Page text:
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Resolution On Pending Amendments To Social Security Act

From time to time various amendments have been proposed to the Social Security Act some of which, if enacted in the law, would vitally affect the beliefs and time-honored practices of Baptists as well as people of other faiths. From time to time the Southern Baptist Convention has had occasion to vigorously protest certain amendments to this Act. Attention is called to a most important proposed change which, if enacted into law, will vitally affect Baptist churches and institutions throughout the land, and will be a marked advance on the part of the Government into religious affairs. At the meeting of the Southern Baptist Convention held in San Antonio, Texas, in 1942, the Relief and Annuity Board had occasion to refer to then pending Social Security amendments in which the Convention was reminded of previous expression of views, made many times, against Government interference with the churches and agencies thereof. In the report to the Convention at San Antonio it said: “Southern Baptists are practically of one mind in their objection to any amendments to the Social Security Act which would result in the taxing of their churches and the agencies of the churches. Southern Baptists believe in the time-honored principle of the separation of church and state as guaranteed by the First Amendment to the Constitution. The Bible teaching on this question is kept constantly in mind, namely: That Christian people are to ‘render unto Caesar the things that are Caesar’s, and unto God the things that are God’s.'”

The then pending amendments to the Social Security Act, in so far as they relate to the taxing of churches died in committee.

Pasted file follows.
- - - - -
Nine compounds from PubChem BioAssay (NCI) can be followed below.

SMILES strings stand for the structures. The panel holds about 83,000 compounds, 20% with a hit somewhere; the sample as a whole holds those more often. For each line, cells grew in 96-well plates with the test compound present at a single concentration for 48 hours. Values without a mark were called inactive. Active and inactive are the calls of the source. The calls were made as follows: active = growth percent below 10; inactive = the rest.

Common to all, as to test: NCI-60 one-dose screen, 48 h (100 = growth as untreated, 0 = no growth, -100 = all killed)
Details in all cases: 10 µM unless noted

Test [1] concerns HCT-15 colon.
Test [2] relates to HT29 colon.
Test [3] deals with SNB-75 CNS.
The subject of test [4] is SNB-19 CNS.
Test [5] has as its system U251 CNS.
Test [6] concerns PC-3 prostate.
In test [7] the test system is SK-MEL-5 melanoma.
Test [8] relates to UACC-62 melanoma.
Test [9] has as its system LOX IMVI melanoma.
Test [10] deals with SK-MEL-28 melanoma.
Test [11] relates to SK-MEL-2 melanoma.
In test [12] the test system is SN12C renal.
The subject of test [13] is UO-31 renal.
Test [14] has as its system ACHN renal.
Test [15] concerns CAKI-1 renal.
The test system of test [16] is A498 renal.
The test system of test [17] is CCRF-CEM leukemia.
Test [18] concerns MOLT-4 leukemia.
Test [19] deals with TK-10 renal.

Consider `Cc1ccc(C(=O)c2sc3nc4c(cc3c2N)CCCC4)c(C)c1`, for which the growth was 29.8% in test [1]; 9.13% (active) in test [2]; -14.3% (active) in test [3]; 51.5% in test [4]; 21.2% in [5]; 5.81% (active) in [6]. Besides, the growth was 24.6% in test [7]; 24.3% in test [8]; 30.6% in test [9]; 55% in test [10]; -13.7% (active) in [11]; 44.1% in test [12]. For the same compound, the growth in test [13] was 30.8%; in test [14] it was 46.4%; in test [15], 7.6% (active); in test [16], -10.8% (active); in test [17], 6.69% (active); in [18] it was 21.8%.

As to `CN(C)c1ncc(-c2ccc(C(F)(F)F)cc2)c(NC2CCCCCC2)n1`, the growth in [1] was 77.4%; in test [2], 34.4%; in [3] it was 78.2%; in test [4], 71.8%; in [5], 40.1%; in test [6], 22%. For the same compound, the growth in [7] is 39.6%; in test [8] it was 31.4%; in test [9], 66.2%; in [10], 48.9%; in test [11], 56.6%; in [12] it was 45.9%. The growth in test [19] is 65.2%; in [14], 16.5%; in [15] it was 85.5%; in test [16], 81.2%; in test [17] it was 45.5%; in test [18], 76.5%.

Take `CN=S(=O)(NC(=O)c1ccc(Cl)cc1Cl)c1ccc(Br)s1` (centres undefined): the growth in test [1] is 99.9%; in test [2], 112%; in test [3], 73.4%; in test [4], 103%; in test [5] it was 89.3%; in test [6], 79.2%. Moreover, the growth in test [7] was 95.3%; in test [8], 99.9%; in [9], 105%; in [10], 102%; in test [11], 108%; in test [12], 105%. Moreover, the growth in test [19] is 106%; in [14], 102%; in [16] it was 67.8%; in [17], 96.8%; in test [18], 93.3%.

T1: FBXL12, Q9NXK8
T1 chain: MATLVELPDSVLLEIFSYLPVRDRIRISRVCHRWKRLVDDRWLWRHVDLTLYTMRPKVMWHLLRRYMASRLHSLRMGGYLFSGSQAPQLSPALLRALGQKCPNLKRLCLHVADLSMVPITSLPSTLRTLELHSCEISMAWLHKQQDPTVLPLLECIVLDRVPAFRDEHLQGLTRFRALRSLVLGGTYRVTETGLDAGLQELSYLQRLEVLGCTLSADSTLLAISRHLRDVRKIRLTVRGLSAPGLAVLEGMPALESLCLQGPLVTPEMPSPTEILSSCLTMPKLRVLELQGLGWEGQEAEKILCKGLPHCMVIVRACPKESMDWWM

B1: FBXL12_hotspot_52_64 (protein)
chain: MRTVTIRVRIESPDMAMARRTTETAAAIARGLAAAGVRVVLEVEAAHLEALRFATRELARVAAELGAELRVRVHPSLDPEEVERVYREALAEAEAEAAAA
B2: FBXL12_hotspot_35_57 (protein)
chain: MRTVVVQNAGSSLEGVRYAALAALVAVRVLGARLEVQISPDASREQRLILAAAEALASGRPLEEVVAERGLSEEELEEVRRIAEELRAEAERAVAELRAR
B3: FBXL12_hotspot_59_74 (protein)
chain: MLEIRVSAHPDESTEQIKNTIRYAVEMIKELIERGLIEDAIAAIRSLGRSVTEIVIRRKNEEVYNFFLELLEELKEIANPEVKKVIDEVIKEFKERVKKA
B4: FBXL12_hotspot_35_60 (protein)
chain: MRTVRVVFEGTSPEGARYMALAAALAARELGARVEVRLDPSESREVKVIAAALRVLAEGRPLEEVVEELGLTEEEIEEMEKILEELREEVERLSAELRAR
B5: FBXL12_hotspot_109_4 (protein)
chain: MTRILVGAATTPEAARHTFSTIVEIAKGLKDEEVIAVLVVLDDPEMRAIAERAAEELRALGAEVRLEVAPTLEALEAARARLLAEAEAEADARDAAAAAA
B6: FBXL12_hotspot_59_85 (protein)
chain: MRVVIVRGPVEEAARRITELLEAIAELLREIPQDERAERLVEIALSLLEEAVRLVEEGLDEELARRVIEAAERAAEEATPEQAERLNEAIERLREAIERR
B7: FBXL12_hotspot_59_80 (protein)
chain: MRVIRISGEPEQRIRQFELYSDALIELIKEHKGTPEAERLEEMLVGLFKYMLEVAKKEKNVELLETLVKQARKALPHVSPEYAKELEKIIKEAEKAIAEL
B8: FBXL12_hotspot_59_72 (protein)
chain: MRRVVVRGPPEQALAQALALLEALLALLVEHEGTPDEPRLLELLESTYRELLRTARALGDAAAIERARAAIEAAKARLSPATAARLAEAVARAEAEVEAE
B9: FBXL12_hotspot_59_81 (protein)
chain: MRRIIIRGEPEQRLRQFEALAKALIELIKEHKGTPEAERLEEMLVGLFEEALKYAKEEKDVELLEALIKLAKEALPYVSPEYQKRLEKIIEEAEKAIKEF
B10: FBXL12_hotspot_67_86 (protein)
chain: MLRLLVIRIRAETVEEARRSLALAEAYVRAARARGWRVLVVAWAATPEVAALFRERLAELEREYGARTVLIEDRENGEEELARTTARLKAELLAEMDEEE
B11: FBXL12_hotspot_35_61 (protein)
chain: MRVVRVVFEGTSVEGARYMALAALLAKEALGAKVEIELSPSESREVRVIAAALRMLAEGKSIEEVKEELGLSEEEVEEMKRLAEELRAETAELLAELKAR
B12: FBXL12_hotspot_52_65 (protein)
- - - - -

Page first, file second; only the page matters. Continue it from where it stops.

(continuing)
The question has again arisen in a most dangerous and subtle form. There is now pending in Congress a bill styled: H.R. 3204, 78th Congress, First Session, which provides that any tax exempt organization “shall secure Federal old age and survivors insurance for its employees, and through such insurance provide for the payment of benefits to such employees, etc. . . .” The Bill further provides, in substance, for the creation of a special fund for “employees of religious, charitable, educational and certain other organizations,” and levies a tax on all such organizations beginning with 1% through 1947, 1 1/2% through 1950, and thereafter 2%, and for a like contribution by the employees. An elaborate set-up is provided for benefit payments, hearings, etc., with the right and power of the Board to issue subpoenas, investigate the records of the various churches and various institutions affected by the Act.

On the whole the Act has some very appealing features, and the wording thereof, as well as the argument which could be made in favor of its passage, is indeed very specious and thereby more dangerous. The proponents of the Act, in an effort no doubt to head off as much opposition as possible, have incorporated a clause that service performed by a “duly ordained . . . minister of any church in the regular exercise of his ministry, and service performed by regular members of religious orders in the exercise of duties assigned by such orders” are not embraced within the term “employment” as used in the Act. Those of us with any experience in our legislative history will see at once that this exemption of ministers while in the regular exercise of their ministry is of a temporary nature. With other church and institutional employees such as secretaries, janitors, educational directors, teachers in colleges, etc., covered by the Act, it would be illogical and credulous to believe that ministers will be exempted very long.